The world is moving from print toward electronically stored information (ESI), and the legal profession is no exception. Since ESI is discoverable, lawyers must understand the effects ESI can have on their discovery process. Drafted in 2008 and updated in 2016, the Sedona Canada Principles sought to provide reasoned guidance on how to handle the vast amounts of discoverable ESI during litigation and investigations, generally known as eDiscovery. Just as “snail mail” was eventually usurped by electronic methods, so too is traditional paper-based discovery. Since 2010, Ontario’s Rules of Civil Procedure included by reference the Sedona Canada Principles.1 As two recent cases show, these principles are having an increasingly important effect on the costs of eDiscovery and access to information.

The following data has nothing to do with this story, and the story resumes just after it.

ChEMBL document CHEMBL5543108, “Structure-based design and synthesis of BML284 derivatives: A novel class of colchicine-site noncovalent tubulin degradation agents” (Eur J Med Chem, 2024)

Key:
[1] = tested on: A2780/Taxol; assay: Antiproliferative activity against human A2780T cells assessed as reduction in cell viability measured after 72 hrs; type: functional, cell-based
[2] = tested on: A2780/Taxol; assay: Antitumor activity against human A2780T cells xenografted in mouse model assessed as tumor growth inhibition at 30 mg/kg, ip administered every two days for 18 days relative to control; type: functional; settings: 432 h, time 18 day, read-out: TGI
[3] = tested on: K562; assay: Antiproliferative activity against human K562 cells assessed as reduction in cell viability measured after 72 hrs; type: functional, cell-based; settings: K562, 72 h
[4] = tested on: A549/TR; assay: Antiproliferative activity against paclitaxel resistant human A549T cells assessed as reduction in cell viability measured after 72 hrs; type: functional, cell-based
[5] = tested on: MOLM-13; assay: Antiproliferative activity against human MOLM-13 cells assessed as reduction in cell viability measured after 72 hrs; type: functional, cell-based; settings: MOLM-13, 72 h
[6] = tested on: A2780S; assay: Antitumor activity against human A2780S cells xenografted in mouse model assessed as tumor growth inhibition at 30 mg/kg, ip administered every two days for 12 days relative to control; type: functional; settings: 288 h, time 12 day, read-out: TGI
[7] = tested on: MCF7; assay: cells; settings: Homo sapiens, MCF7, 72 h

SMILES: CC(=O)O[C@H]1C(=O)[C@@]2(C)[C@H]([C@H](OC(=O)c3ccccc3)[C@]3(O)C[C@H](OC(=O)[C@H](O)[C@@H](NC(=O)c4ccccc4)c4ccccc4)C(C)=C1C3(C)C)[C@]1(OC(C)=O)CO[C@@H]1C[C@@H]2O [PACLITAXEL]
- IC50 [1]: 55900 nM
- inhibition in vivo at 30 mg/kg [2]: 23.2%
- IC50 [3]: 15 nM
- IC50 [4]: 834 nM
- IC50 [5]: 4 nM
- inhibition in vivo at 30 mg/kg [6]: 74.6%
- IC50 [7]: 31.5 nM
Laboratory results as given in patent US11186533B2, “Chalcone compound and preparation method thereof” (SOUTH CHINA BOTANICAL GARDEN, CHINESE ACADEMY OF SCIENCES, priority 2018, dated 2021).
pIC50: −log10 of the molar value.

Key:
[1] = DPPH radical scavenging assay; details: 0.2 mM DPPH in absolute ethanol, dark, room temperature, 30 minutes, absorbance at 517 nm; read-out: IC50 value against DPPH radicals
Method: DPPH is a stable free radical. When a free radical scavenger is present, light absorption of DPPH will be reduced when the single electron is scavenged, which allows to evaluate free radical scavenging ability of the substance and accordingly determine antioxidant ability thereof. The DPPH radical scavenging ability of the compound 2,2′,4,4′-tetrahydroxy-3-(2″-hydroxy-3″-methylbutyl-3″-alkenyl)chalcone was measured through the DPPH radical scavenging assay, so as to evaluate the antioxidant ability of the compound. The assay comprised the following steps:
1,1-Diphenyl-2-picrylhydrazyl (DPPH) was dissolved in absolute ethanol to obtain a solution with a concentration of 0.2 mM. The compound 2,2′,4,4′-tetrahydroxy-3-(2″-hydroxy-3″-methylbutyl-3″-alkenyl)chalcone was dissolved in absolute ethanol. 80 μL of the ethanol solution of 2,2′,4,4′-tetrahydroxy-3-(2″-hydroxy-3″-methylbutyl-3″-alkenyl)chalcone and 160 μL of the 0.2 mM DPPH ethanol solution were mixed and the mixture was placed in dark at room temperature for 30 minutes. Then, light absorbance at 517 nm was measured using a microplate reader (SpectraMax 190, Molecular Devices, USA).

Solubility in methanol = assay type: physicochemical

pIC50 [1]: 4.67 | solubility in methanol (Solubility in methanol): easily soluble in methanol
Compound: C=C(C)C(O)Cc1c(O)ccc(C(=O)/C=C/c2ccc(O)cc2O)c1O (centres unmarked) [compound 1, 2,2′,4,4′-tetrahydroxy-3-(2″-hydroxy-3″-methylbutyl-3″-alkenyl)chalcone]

As a system developed in a print-based era is forced to adapt, lawyers can either stay ahead of the curve or pay the costs. As the gap between technical and legal competency will continue to grow, lawyers need to either develop a second skill set or recognize that information technology experts are indispensable to their work.
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